Act of God – 3/5 Stars
This is a funny and odd little book by a writer I don’t really know, but as I did a little research into has been writing and publishing for a while. This book is told from an ever-shifting third person limited perspective following different women who are responding to a crisis they all share. Kat and her twin sister Edith are older twins living in the rent-controlled apartment that belonged to their late mother. Their mother was a famous sex columnist/pioneer, and they have been collecting her different papers to either give to the Library of Congress or publish, depending on which twin has their way. And this is where it gets weird: they open a closet in the apartment to find a phosphorescent fungus growing there. As they freak out from this, they complain to the building’s owner and we shift to her next. We find out that she is an aging actress who never quite hit it big and has now possibly ruined her future prospects by becoming the face of a pharmaceutical ad campaign. She is also dealing with the discovery of an 18 year old Russian au pair/cum squatter living in her closet. All of this happens in the wake of finding the fungus, which forces the (New York) City to condemn the house, and things continue to spiral from there.
I thought this book was perfectly and charmingly odd, and compelling and very funny. It was an audiobook, which allowed me to be more patient with it, and over all I enjoyed it.
The Grownup 3/5 Stars
I feel like a lot of you have read this, and it turns out I have too but I forgot for the longest time that I had, and then it clicked with me. We open this story with about 15 reminders from the publisher that this is by the writer of Gone Girl, and hopefully she writes some more, because anymore single stories published this way is going to annoy me.
Anyway, we open up with our protagonist describing turning from a hand-job specialist to a kind of medium. She got sick of the one, plus mentions carpal tunnel, and transitioned to the other in the same storefront more focusing of scamming women, then satisfying men.
The story then focuses in on a singular client who comes in, a woman in her forties who seems mousy and weak-willed who is worried that her stepson has an evil streak to him and intends to hurt her. She is coming to the protagonist because she believes that he is being acted upon by an evil presence in the new house they’ve recently moved into, a mansion that previously belonged to a possibly devilish man who hurt his own family.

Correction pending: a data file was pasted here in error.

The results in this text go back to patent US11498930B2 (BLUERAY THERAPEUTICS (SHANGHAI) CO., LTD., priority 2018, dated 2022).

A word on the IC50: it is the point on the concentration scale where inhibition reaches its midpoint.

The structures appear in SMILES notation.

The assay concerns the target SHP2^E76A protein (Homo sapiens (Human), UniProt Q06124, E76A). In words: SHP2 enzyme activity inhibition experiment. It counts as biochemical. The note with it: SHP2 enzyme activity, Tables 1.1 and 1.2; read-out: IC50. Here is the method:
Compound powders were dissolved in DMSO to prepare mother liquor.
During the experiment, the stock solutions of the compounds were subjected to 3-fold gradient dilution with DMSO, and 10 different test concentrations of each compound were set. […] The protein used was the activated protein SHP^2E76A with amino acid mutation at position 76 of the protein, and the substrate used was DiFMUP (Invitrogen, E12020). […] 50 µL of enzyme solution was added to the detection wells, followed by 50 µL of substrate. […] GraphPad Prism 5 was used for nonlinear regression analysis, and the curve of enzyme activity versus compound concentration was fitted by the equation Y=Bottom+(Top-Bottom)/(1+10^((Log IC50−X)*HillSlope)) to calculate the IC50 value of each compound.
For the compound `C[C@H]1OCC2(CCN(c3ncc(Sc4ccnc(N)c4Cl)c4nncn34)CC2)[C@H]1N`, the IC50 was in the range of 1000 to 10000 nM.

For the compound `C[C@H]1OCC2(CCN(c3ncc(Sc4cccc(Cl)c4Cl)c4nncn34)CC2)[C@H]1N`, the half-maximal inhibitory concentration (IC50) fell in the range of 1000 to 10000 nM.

So the story then goes from there to our protagonist investigating the house (and of course being a scam artist the whole time). The mystery for the reader becomes less of what is happening, but more so is there an element of the supernatural at play in this story or not, and to what degree does it affect our protagonist and the ways in which we interact with the story.
The Vacationers – 2/5 Stars
I both did and didn’t like this book much. I read the next novel that Emma Straub wrote a few years back, Modern Lovers, and thought it was fine or just ok, and maybe should have realized that going back in time wasn’t going to fix my issues with that book. This book FEELS like a first novel, and it apparently is not one.
So the book follows a family/mixed family vacation to Mallorca, a Mediterranean island off the coast of Spain, that they choose because the south of France is too touristy. Our characters here involve the central family — a husband who has recently been fired by his magazine for sleeping with a 23 year old research assistant, his aggrieved wife, their 18 year old daughter who is about to ship off to Brown, their 28 year old son, and his girlfriend/pre-fiance who is in her early 40s.
There are other characters involved here, mainly a gay couple who are waiting to hear back about possible adoption.
So, here’s the issue with this book for me. The writing is perfectly adequate to the task of writing about the complicated vacation, one that the recent job loss and cheating does not disrupt because its already been paid for.